Hauling freight on thin ice: The ice bridge railway between Longueuil, Québec, and Hochelaga / Montréal, Québec, Part 2
Welcome to the second part of this article on a unique aspect of the history of railways in Canada, my reading friend.
When we bailed last week, the ice railway between Hochelaga / Montréal, Québec, and Longueuil, Québec, had just been inaugurated, in late January 1880. Let us see what happened afterward, shall we?
On the first day of regular service, one or more trains carried people interested in experiencing the thrill of travelling on ice. The cost? 25 cents for a return trip, which amounted to about $ 7.00 in 2023 currency, which was / is not too bad. And no, had yours truly been present at the time, I would not have made that crossing for all the wealth on Earth. Am I a Gallus gallus domesticus, you ask, my amused reading friend? You bet.
By the way, you and I should consider ourselves lucky that chickens are the size they are. Meeting an aggrieved Gallus gallus domesticus the size of an adult Homo sapiens in a dark alley might not be a fun experience.
Which brings to mind Sylviornis, a not too, too distant relative of chickens. A native of New Caledonia, an island in the Pacific Ocean, that flightless bird, a slow moving browser from the looks of it, weighed up to 35 or so kilogrammes (75 or so pounds). With its head held high, a large individual would have been up to 1.6 metre (5 feet 3 inches) tall. Human predation as well as predation by packs of feral dogs, introduced by said humans, not to mention habitat loss resulting from the presence of… humans, caused the extinction of Sylviornis no more than 3 000 years ago. Pity. But back to our story.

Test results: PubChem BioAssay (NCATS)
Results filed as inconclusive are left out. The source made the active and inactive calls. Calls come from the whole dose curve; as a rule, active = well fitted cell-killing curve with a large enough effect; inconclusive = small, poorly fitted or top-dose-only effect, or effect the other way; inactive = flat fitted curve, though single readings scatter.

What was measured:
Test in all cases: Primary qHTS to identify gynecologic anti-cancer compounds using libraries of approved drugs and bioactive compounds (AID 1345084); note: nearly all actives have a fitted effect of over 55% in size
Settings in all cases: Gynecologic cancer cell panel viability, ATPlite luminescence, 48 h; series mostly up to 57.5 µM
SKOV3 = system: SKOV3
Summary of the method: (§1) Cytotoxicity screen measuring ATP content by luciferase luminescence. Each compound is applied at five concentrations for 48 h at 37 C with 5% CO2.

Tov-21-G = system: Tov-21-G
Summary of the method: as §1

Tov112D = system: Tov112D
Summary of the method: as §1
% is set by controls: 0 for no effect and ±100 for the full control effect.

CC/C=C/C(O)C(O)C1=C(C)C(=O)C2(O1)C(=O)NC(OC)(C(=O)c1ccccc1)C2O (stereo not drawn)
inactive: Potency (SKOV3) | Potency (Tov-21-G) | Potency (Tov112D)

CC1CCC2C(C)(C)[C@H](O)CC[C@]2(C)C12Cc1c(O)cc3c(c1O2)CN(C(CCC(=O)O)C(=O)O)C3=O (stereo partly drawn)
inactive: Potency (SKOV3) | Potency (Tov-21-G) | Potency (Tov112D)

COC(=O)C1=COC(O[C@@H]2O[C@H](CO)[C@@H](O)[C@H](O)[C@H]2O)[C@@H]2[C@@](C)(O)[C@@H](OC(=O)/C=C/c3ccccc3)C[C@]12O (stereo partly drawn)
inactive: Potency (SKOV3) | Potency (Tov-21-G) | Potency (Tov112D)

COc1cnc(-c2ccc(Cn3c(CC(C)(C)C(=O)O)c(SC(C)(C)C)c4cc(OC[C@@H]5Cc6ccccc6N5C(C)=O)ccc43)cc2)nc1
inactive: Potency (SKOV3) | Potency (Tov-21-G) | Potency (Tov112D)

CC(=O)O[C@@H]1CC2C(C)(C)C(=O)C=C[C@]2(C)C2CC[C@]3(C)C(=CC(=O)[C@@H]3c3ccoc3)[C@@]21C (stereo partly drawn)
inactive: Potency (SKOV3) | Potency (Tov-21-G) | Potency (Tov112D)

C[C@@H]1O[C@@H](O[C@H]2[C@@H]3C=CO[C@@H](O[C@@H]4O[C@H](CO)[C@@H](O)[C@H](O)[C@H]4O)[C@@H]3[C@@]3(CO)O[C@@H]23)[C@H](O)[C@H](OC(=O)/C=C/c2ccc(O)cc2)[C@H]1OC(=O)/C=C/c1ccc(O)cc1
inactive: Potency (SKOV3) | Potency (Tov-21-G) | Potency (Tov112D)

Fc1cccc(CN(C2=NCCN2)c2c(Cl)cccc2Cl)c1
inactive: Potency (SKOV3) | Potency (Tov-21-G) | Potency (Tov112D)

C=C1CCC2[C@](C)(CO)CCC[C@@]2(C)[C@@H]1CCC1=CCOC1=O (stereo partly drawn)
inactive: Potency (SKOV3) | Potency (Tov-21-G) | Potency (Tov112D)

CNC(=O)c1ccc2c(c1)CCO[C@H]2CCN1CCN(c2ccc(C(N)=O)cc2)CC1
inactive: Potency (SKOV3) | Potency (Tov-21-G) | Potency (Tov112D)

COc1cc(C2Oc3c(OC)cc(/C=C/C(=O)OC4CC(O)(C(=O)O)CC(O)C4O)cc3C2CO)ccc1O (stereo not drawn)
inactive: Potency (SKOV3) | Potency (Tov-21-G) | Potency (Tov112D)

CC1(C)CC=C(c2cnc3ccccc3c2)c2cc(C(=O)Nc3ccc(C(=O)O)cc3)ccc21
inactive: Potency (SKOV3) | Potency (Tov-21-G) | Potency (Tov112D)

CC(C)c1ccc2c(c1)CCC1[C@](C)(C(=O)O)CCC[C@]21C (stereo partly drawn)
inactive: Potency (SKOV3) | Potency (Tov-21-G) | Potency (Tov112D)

As it turned out, the ice rail track seemingly began to carry trains consisting of freight cars and / or flat cars a couple of days after its inauguration. Deemed a tad too heavy, the locomotive used to inaugurate it might have been set aside in favour of a lighter machine. Indeed, steam power might have yielded to horse power on several / many occasions.
That was not the only setback, however. The limited facilities available at Longueuil were proving problematic. The time it took to unload the freight cars also greatly annoyed the management of Quebec, Montreal, Ottawa & Occidental Railway Company (QMO&OR) of Montréal (?), which had hoped to deliver more goods – and make more moolah. A very serious thaw in late February also caused some concern.
Incidentally, the thickness of the ice near the track was checked thrice a week. Holes were drilled every 180 or so metres (200 or so yards). As late as early March, the ice was up to 60 to 90 or so centimetres (2 to 3 or so feet) thick. This being said (typed?), however, a very large opening in the ice, only 180 or so metres (200 or so yards) away from the track, was steadily if slowly getting closer. To reduce the load on the ice, horse power replaced steam power in mid March.
The final crossing of the 1880 season took place on the very first day of April, and that was no joke. The track was soon dismantled and stored in Longueuil and Hochelaga, ready for use during the winter of 1880-81. Tragically, one of the workers hired for the job, a Quebecker by the name of Valiquette, lost his life when he slipped through the ice.